If I was the teacher, I'd do more grammar. I recommend using your best judgment based on your students' objectives. In any case, point out the difference in common usage and academic expectations. • To help students with the form, use a second conditional grammar chant to repeat the construction.
• Use a to ask students to practice the form. • Create a second conditional chain by asking each student to repeat the result of what the previous student has said in the 'if' clause. For example: If I had $1,000,000, I'd buy a new house. If I bought a new house, I'd get a swimming pool, too. If I had a swimming pool, we'd have lots of parties. • Discuss the.
You can also use this ready to go to further help students with the two forms. • Practice the differences between the first and second conditional forms with a. Third Conditional The third conditional can be challenging for students because of the long verb string in the result clause. Practicing the form repeatedly with the and conditional chain exercise are especially useful for students when learning this complicated form. I suggest also teaching the similar form of with 'I wish I had done.' When teaching the third conditional. • Introduce the construction of the first conditional: If + past perfect, (then clause) would have + • Point out that the two clauses can be switched: (then clause) would have + past participle+ if + past perfect • Note that a comma should be used when beginning the third conditional with the 'If' clause.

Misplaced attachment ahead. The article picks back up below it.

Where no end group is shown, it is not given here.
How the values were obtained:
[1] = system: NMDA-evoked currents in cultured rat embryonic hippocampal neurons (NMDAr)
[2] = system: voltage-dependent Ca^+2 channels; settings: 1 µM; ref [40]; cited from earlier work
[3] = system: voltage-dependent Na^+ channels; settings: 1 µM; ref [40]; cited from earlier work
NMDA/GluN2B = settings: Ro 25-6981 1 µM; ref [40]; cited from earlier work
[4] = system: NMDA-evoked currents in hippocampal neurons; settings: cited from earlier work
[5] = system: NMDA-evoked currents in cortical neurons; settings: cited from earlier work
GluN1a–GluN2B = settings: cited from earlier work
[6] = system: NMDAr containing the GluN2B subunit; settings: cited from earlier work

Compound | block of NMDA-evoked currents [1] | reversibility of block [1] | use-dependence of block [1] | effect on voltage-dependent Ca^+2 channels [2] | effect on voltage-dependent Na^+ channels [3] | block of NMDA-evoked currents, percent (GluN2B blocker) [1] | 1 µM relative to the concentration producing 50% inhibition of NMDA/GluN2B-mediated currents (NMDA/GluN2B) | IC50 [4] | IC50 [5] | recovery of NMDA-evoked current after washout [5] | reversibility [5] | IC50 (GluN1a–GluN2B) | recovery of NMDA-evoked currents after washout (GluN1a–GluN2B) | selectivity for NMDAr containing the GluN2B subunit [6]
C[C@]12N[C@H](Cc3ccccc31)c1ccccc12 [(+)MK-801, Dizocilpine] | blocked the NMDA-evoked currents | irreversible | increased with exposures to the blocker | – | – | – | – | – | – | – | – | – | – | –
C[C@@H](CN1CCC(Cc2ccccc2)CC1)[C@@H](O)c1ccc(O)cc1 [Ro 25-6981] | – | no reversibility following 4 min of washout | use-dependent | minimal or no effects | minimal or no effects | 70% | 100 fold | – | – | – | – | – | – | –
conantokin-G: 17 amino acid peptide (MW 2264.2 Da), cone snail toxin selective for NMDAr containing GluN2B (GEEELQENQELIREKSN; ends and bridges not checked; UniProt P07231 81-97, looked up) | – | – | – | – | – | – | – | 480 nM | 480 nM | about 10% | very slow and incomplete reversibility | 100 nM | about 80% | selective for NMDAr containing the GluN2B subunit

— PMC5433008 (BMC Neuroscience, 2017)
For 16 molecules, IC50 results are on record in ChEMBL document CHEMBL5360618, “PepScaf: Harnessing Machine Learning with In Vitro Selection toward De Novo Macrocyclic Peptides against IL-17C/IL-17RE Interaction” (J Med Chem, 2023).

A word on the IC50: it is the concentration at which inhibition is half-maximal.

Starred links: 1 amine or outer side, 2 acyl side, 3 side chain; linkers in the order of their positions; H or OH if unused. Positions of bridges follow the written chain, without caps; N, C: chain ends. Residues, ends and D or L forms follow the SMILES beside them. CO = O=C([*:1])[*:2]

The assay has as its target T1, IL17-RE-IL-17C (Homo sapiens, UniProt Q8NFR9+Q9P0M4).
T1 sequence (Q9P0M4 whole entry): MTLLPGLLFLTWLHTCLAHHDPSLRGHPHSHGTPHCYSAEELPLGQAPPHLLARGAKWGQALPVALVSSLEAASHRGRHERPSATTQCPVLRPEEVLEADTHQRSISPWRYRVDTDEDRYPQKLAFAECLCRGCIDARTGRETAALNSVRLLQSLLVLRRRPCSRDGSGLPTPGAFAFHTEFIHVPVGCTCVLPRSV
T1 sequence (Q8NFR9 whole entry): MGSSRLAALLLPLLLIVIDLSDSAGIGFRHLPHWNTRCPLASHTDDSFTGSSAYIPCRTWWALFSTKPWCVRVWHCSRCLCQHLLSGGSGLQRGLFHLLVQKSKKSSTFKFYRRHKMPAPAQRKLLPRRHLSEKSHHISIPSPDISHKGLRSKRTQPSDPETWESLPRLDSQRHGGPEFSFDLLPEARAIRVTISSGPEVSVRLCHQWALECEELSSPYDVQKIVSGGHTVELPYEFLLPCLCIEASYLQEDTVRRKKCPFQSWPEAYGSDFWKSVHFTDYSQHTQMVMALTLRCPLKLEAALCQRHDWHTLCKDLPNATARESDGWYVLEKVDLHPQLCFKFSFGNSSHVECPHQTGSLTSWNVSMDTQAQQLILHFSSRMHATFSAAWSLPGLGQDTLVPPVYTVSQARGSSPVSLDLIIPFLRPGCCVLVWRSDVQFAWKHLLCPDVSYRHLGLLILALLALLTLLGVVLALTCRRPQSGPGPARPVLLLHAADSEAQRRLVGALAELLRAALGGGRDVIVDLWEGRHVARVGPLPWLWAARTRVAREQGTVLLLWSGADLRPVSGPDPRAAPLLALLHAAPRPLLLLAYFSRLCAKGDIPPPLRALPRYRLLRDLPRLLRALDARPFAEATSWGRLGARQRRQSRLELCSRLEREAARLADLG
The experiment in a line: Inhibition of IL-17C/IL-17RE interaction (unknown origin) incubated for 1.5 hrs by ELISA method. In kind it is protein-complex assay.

• To help students with the form, use a third conditional grammar chant to repeat the construction. • Use a to ask students to practice the form. • Create a third conditional chain by asking each student to repeat the result of what the previous student has said in the 'if' clause. For example: If I had bought that car, I would have had an accident. If I had had an accident, I would have gone to the hospital.
If I had gone to the hospital, I would have had an operation. Gpsmapedit Full Crack Idm.